On December 7, 2022, the Idaho Supreme Court issued an opinion in Schiermeier v. State of Idaho. This post will focus not on the merits of that decision, but on the Court’s “necessary discussion regarding the conduct of counsel.”

In Idaho, out-of-state attorneys may practice law only if they associate with local counsel and apply for pro hac vice admission. Idaho Bar Commission Rule 227. Local counsel, at the very least, must familiarize out-of-state counsel with the standards and expectations governing the practice of law in Idaho, and ultimately local counsel “take[s] responsibility for the conduct of out-of-state counsel.” To discharge that duty, local counsel must sign all submissions (certifying that local counsel has read the submission) and appear at all proceedings with out-of-state counsel (unless the requirement has been waived).

In Schiermeier, the petitioner retained an out-of-state attorney. In his briefing and at oral argument, the out-of-state attorney “made repeated ad hominem attacks on the district court judge . . . suggesting that Schiermeier had not and would not receive a fair hearing in the district court and that the district court judge was not intelligent enough to understand the arguments made at trial.” The out-of-state attorney “also made disparaging comments” about his client’s public defender and opposing counsel.

The Court found that the comments “were uncalled for and inappropriate,” so it took “the unusual step of publicly issuing a written warning to” the out-of-state attorney. The Court did not stop there, as it also issued a warning to local counsel—even though he did not make the inappropriate comments. The Court emphasized that it “require[s] association with local counsel to ensure that out-of-state attorneys are familiar with the standards and expectations governing an Idaho counsel’s behavior and that local counsel will then take responsibility for the conduct of out-of-state counsel who operate within [Idaho’s] court system.”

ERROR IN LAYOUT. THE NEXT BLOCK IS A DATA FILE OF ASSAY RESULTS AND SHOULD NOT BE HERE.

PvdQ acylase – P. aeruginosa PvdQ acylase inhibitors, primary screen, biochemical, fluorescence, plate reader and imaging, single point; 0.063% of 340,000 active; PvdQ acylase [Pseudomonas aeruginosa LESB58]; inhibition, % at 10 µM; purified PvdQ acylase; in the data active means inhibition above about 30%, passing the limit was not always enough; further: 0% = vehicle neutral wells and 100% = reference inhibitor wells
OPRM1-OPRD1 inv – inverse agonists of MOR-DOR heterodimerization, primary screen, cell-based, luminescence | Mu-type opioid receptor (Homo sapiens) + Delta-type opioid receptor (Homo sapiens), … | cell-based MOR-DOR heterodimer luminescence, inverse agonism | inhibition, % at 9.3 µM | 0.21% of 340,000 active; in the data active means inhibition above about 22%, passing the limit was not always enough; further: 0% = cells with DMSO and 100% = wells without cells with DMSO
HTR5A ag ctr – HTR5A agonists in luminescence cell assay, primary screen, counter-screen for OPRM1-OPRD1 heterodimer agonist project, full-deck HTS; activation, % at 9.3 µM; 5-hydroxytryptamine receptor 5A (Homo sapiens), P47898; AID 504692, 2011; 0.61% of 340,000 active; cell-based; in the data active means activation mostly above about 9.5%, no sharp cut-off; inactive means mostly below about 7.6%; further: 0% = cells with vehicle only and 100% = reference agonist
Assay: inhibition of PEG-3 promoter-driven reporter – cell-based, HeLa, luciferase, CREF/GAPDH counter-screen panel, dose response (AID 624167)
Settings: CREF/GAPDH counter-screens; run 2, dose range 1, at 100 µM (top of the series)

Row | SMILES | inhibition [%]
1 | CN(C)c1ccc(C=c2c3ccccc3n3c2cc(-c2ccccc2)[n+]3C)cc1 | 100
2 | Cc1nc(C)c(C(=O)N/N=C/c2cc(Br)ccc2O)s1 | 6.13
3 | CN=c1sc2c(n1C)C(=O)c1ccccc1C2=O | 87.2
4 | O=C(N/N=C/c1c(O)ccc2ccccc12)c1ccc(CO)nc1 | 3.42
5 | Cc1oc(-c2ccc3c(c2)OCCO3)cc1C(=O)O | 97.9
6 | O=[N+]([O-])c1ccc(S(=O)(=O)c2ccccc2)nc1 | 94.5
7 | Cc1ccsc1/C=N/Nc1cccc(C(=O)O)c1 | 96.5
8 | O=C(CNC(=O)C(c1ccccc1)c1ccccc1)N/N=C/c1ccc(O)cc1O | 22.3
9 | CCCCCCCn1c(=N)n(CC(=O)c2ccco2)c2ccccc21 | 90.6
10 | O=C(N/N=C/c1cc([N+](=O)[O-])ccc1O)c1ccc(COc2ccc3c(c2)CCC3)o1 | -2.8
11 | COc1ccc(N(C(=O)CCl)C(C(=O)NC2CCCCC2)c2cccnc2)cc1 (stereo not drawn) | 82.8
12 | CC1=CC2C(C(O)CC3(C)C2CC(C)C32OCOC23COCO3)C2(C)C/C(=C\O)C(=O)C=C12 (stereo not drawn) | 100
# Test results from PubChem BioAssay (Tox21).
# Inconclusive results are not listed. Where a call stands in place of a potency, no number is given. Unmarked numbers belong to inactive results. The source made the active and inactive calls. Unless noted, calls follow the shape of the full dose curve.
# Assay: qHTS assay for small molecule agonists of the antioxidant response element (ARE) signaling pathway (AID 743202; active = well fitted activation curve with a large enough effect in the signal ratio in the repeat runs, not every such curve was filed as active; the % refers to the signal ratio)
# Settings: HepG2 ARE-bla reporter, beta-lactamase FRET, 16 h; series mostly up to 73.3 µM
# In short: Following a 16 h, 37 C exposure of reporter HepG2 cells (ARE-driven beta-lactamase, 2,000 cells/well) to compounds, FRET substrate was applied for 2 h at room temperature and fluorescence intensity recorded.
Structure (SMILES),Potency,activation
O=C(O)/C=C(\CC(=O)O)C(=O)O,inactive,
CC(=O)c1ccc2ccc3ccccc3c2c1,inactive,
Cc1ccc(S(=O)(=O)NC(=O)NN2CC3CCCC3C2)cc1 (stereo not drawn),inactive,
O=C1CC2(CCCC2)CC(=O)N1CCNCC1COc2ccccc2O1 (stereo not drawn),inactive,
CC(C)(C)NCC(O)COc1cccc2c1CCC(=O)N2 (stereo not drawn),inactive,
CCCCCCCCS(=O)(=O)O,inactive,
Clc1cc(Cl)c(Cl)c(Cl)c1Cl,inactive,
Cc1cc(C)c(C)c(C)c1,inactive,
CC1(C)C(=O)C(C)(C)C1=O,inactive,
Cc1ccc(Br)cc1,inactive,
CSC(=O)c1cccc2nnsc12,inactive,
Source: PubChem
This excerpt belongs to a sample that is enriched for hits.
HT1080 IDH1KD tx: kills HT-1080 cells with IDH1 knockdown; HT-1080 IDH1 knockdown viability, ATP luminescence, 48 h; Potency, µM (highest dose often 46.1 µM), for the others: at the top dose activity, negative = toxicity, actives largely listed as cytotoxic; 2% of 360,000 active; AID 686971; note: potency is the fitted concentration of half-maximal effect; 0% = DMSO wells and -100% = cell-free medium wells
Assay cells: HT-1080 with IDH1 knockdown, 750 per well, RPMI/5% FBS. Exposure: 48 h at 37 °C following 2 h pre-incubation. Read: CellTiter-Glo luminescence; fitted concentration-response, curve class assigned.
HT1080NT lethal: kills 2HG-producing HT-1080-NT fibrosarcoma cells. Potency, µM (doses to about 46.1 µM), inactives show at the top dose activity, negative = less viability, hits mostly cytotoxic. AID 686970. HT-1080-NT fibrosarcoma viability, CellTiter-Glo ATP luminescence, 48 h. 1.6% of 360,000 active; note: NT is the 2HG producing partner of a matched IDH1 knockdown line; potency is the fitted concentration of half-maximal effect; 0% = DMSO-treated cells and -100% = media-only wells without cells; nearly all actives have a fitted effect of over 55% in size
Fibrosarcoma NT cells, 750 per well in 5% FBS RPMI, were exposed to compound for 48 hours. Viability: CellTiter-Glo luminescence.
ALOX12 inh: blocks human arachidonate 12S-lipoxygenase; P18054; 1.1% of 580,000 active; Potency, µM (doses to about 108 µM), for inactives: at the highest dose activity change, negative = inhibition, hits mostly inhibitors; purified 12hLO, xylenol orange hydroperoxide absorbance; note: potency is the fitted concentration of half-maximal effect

Practice Pointers.

  1. Hiring local counsel is not a mere formality. Idaho courts expect local counsel to play an active role in litigation, even if an out-of-state attorney takes the lead. There can be serious consequences if an out-of-state attorney does not know how to practice in Idaho.
  2. Serving as local counsel is not a mere formality. Thankfully, Idaho is an unusually collegial place to practice law—as symbolized by the Court’s unique practice of shaking hands with counsel after oral argument. The expectation of collegiality applies equally to out-of-state attorneys, and it is local counsel’s responsibility to ensure those standards are met. Local counsel can be held responsible for an out-of-state attorney’s shortcomings.
  3. This is not the first time in recent history that the Court has emphasized the importance of local counsel. At an oral argument in 2020, the Chief Justice chastised out-of-state and local counsel for failing to follow Idaho’s rules. The Chief Justice noted that Idaho has high standards for counsel, and there is an even higher standard for local counsel to make sure Idaho’s standards are followed. The full discussion can be found here.
  4. In the past, the Idaho Supreme Court has been relaxed about requiring local counsel to appear at oral arguments. More recently, the Court has changed tack—perhaps because of its recent emphasis on the serious obligations of serving as local counsel.